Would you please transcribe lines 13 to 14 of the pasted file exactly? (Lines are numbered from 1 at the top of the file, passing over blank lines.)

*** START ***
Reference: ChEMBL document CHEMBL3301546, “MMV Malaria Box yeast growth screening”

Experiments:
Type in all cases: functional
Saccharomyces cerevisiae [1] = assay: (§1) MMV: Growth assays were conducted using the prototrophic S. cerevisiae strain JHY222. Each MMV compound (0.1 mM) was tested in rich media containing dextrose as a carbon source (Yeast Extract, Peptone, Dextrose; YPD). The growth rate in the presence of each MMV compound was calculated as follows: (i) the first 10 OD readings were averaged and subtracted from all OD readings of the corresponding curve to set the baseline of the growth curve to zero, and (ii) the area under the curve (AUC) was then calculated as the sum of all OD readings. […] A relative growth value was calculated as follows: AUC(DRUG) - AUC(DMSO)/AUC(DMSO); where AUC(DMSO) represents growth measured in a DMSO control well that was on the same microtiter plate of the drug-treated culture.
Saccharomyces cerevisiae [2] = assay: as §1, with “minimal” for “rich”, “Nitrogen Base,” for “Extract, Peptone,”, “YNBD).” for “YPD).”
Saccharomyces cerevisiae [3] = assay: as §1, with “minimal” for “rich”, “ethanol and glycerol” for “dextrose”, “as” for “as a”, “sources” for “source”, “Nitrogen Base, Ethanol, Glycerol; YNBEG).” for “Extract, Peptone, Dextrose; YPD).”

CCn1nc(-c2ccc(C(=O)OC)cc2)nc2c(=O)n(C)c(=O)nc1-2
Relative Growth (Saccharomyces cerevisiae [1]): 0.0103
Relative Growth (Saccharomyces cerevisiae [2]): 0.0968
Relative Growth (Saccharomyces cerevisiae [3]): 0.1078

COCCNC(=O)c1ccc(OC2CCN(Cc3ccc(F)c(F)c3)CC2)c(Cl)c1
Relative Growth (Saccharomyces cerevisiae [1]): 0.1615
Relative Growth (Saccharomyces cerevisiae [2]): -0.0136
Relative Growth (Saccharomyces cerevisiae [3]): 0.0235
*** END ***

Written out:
Relative Growth (Saccharomyces cerevisiae [2]): -0.0136
Relative Growth (Saccharomyces cerevisiae [3]): 0.0235